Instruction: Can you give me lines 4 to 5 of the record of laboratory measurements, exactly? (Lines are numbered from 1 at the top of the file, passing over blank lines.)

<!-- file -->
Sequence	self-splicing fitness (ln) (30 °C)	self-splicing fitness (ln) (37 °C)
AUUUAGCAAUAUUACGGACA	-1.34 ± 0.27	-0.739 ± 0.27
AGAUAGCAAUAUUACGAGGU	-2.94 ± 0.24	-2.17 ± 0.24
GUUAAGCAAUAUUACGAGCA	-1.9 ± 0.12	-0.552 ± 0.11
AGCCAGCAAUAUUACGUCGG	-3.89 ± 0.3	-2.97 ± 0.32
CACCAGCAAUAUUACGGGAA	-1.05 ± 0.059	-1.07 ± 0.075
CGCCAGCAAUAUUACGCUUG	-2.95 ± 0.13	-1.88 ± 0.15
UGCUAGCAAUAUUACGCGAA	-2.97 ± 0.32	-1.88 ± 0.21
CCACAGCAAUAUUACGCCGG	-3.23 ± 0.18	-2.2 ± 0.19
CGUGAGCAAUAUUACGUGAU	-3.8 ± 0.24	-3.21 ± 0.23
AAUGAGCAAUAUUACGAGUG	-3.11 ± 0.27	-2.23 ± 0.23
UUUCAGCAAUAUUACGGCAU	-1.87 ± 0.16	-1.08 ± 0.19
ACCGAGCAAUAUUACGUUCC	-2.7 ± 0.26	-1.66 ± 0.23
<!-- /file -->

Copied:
GUUAAGCAAUAUUACGAGCA	-1.9 ± 0.12	-0.552 ± 0.11
AGCCAGCAAUAUUACGUCGG	-3.89 ± 0.3	-2.97 ± 0.32